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An algorithm designed for Netflix has now clinical applications

A multi-institutional group of researchers have repurposed an algorithm originally developed for Netflix to create a method for acquiring classical Raman spectroscopy images of biological tissues at unprecedented speeds. The advance could make the simple, label-free imaging method practical for clinical applications such as tumor detection or tissue analysis. 

Raman spectroscopy is a non-invasive technique used to determine the chemical composition of complex samples. Although it has shown promise for identifying cancer cells and analyzing tissue for diseases, it typically requires image acquisition speeds that are too slow to capture the dynamics of biological specimens. Processing the massive amount of data generated by spectroscopic imaging is also time-consuming, especially when analyzing a large area. A computational imaging approach known as compressive imaging can increase speed by reducing the amount of Raman spectral data acquired. The researchers accomplished this by acquiring only a portion of the data typically required for Raman spectroscopy and then filling in the missing information with an algorithm developed to find patterns in Netflix movie preferences. While the algorithm did not win Netflix’s $1 million prize, it has been used to meet other real-world needs, in this case a need for better biological imaging.

“Although compressive Raman approaches have been reported previously, they couldn’t be used with biological tissues because of their chemical complexity,” said Hilton de Aguiar, leader of the research team at École Normale Supérieure in France. “We combined compressive imaging with fast computer algorithms that provide the kind of images clinicians use to diagnose patients, but rapidly and without laborious manual post-processing.”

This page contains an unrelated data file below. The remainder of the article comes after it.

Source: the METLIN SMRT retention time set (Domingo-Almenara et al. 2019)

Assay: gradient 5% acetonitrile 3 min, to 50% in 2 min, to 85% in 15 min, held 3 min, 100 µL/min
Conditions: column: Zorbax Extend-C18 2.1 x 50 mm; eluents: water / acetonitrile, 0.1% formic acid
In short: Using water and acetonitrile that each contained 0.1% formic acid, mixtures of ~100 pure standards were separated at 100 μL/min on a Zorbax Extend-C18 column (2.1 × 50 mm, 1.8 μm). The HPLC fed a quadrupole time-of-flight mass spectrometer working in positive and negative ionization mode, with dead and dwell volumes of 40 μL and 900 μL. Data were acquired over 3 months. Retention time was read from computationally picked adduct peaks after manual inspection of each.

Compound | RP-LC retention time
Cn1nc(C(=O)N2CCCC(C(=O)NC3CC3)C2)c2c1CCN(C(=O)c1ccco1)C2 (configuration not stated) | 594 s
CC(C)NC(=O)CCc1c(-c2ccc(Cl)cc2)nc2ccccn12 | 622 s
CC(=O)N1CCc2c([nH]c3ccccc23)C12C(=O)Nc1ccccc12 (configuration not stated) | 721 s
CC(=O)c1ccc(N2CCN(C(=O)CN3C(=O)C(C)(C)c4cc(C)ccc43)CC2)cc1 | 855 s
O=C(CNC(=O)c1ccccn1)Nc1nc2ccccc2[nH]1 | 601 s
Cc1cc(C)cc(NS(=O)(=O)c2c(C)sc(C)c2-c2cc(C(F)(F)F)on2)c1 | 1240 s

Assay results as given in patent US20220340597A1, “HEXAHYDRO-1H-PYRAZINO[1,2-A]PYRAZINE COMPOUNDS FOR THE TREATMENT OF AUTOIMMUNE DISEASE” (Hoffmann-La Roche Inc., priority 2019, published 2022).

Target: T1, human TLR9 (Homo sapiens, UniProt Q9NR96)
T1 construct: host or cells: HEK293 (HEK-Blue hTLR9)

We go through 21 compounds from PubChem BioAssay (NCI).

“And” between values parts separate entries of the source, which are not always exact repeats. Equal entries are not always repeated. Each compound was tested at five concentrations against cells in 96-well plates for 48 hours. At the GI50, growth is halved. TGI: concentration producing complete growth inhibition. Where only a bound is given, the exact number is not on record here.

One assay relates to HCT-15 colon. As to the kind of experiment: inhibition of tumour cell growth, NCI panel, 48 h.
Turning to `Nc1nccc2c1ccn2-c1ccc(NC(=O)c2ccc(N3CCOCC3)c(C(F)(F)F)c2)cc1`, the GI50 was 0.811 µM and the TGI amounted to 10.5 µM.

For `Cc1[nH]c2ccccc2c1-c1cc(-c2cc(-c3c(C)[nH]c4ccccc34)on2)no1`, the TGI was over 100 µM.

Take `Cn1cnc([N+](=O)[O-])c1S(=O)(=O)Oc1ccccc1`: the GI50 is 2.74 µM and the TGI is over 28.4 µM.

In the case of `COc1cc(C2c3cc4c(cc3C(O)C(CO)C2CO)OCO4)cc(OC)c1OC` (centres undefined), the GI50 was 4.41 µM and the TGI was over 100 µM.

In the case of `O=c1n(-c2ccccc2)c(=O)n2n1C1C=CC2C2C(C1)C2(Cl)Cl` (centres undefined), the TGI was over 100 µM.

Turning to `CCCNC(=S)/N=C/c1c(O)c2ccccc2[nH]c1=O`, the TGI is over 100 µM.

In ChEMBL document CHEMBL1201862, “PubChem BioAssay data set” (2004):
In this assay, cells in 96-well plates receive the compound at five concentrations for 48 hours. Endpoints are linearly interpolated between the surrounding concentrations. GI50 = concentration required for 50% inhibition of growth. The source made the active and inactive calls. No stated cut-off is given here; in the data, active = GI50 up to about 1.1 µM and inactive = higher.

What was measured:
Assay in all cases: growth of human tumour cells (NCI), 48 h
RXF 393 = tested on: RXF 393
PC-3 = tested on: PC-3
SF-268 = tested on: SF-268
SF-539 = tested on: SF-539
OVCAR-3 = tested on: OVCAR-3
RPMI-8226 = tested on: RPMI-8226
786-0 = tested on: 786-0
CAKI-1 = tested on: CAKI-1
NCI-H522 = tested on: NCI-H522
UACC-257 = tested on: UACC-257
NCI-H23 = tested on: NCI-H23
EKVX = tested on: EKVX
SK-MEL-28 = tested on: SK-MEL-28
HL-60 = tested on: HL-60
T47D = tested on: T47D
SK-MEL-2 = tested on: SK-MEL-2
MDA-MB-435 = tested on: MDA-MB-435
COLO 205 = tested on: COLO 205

“With the methodology we developed, we addressed these two challenges simultaneously —increasing the speed and introducing a more straightforward way to acquire useful information from the spectroscopic images,” said de Aguiar.

To speed up the imaging process, the researchers made their Raman system more compatible with the algorithm. They did this by replacing the expensive and slow cameras used in conventional setups with a cheap and fast digital micromirror device known as a spatial light modulator. This device selects groups of wavelengths detected by a highly sensitive single-pixel detector, compressing the images as they are acquired.

“A very fast spatial light modulator made it possible to acquire images and skip data bits very quickly,” said de Aguiar. “The spatial light modulator we used is less expensive and faster than other options on the market, making the overall optical setup cheap and fast.”

The researchers demonstrated their new methodology using a Raman microscope to obtain spectroscopy images from brain tissue and single cells, both of which exhibit high chemical complexity. Their results showed that the method can acquire images at speeds of a few tens of seconds and accomplish a high level of data compression—reducing the data up to 64 times.

The researchers believe that the new approach should work with most biological specimens, but they plan to test it with more tissue types to demonstrate this. In addition to clinical tools, the method could be useful for biological applications such as algae characterization. They also want to improve the scanning speed of their system to accomplish sub-second image acquisition.